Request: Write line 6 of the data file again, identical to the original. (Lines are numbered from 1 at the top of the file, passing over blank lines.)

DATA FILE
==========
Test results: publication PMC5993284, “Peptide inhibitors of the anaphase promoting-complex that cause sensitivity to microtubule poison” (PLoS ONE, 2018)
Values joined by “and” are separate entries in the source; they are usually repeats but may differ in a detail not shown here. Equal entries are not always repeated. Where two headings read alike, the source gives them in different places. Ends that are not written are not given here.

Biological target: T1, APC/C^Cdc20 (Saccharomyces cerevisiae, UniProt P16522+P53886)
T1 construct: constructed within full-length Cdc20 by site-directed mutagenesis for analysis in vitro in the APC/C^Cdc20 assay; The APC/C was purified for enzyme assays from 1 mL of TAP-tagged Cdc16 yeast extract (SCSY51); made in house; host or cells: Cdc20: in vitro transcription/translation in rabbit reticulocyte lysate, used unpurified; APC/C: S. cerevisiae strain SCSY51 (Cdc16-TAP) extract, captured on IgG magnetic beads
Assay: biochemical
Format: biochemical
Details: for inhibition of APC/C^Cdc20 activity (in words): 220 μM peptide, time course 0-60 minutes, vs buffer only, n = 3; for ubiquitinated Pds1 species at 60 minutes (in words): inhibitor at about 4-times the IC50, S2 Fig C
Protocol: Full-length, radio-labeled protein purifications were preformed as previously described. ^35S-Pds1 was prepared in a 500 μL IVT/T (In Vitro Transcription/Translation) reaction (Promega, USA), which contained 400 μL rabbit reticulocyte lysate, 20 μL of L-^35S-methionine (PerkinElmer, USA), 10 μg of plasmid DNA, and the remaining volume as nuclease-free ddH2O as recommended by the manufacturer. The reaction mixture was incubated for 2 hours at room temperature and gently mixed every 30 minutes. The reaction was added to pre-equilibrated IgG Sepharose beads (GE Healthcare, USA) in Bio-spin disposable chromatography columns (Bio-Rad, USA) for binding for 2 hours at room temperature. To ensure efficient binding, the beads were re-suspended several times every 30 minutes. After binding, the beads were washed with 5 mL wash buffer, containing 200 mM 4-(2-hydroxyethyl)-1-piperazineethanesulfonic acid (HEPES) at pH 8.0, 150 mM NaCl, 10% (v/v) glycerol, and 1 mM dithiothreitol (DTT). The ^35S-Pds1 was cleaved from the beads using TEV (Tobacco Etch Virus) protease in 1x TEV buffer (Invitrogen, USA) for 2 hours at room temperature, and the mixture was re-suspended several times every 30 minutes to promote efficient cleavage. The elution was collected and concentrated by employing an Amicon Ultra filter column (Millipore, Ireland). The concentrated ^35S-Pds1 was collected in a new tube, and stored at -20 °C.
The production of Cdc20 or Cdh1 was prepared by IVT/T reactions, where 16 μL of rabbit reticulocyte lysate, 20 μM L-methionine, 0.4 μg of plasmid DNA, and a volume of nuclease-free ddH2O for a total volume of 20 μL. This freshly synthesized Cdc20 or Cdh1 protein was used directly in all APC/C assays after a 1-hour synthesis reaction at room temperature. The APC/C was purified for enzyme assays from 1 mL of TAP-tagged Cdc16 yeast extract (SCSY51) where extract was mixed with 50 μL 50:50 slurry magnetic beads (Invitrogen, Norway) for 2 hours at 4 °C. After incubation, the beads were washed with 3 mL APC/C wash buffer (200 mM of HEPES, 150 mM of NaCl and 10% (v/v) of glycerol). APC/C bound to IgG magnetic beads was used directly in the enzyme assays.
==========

Format: biochemical